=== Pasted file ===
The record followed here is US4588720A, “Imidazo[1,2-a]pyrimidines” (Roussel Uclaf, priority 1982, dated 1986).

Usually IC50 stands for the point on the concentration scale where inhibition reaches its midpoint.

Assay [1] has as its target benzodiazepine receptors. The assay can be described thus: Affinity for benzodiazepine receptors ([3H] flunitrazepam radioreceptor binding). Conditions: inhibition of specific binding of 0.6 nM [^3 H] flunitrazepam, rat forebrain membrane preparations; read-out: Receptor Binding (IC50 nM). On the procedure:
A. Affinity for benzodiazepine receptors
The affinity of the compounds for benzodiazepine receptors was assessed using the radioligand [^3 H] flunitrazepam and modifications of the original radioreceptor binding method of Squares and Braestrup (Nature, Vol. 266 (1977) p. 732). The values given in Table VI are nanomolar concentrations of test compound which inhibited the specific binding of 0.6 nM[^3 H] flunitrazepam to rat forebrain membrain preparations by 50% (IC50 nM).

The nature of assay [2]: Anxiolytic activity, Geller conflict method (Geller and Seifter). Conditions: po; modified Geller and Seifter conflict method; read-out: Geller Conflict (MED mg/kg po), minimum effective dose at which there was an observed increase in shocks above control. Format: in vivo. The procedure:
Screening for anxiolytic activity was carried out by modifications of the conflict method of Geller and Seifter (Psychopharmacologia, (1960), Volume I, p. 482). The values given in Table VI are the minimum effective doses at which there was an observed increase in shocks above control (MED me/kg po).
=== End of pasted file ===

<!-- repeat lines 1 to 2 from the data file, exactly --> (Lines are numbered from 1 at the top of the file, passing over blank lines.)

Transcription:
The record followed here is US4588720A, “Imidazo[1,2-a]pyrimidines” (Roussel Uclaf, priority 1982, dated 1986).

Usually IC50 stands for the point on the concentration scale where inhibition reaches its midpoint.